This week we turn our focus to women in business. The Business and Professional Women’s Association has deemed the third week of October to be National Business Women’s Week. It is a week where we:
“…honor the contributions of working women and employers who support working women and their families, Business and Professional Women’s Foundation celebrates National Business Women’s Week®(NBWW) during the third week of October.
National Business Women’s Week® provides an opportunity to call attention to women entrepreneurs, facilitate discussions on the needs of working women, share information about successful workplace policies, and raise awareness of the resources available for working women in their communities.”
Think about the business women in your lives. The women in your workplace, in your community and in your family and how each set an example for those around them of courage, passion and possibilities.
When I first heard about this week of focus on women in business I assumed it was a recently (by that I mean in the last few decades) created time of recognition. With the burning of the bra era of the 60s, more and more women began seeking ways to contribute to the world outside the home. I assumed that this week of recognition was established by someone from the Women’s Lib Movement.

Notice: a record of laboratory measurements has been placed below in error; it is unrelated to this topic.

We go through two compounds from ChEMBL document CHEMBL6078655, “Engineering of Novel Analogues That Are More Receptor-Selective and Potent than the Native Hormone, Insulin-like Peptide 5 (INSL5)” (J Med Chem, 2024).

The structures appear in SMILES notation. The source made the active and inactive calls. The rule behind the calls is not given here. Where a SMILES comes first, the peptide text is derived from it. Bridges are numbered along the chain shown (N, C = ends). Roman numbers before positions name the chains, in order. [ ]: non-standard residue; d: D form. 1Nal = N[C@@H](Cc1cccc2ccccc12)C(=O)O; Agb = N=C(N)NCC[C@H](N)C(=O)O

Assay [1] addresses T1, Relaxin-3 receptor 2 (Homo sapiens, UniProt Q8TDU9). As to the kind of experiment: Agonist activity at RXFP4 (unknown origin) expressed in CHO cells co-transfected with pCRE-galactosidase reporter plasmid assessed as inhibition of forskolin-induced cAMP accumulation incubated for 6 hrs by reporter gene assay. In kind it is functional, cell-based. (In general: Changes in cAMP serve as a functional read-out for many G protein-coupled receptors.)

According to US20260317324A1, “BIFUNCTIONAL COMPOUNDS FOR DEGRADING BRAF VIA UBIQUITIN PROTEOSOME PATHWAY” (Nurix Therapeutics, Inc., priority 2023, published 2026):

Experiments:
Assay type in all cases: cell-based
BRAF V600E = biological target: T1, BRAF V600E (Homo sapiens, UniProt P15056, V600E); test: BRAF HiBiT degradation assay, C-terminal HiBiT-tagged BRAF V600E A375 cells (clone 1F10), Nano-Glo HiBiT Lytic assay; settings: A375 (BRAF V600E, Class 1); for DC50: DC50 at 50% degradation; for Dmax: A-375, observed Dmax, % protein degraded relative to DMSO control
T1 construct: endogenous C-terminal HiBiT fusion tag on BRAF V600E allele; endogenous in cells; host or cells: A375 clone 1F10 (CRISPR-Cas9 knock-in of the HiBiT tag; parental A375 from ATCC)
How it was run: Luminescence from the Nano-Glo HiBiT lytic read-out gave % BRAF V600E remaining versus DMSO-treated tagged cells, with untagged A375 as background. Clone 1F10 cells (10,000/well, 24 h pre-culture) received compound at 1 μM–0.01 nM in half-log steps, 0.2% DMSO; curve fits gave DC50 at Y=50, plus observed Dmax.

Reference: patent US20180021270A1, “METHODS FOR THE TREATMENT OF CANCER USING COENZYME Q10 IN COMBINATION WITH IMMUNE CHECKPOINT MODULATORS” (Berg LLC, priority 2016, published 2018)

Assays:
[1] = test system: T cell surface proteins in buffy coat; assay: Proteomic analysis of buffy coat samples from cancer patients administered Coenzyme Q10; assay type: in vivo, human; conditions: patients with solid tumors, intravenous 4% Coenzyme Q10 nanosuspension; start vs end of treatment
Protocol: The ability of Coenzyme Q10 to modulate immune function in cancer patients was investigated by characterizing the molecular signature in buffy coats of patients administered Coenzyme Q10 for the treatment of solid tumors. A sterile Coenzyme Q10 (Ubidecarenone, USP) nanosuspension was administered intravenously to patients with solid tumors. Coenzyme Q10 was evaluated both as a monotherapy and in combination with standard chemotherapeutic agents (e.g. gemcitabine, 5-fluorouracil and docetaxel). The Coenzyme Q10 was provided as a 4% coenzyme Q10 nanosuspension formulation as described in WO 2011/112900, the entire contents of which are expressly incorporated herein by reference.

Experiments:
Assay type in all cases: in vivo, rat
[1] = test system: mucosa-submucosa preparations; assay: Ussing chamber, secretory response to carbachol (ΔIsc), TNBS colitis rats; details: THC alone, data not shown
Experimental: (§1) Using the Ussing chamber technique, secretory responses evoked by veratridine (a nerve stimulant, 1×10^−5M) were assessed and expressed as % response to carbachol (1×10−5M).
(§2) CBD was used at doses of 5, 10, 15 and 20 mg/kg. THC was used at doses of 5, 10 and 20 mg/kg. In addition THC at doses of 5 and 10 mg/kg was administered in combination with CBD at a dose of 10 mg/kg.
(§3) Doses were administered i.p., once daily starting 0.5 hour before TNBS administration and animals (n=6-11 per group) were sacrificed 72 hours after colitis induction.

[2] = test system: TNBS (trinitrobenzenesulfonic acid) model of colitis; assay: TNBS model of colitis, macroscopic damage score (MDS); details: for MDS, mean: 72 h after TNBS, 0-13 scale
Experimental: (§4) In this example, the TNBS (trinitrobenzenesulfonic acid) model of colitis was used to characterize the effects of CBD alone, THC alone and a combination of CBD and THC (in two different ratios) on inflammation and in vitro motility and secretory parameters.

I was wrong.
Shortly after women earned (fought for) their right to vote in August, 1920, Emma Dot Partridge, Executive Secretary of the National Federation of Business and Professional Women’s Clubs from 1924 to 1927 helped to formulate this week of recognition.
The first annual observance of NBWW was held April 15-22, 1928, when National President Lena Madesin Phillips opened the week with a nationally broadcast speech. She stated that the purpose of the week was “to focus public attention upon a better business woman for a better business world.” From this early effort, NBWW has grown into a nationwide salute to all working women.
Ninety years ago women were already paving the path for us to stand up and be recognized today. When you think of what life was like for women back then, most were still in the home caring for their families. Few drove cars, even fewer had full time jobs outside of the home and yet they were already thinking big; dreaming big about the opportunities and ways they could contribute to the world.
In so many ways we have come a very long way and yet women today are still paid less then men for the same work, fewer women than men are in positions of leadership. We still have work to do. However, it is no longer a “women’s” issue. It is a work force issue, a family issue and a company issue.
How will you celebrate the business women in your life this week? How would you like to be celebrated?
A big thank you to the mothers, grandmothers and even great grandmothers that have led the charge for women everywhere since 1928!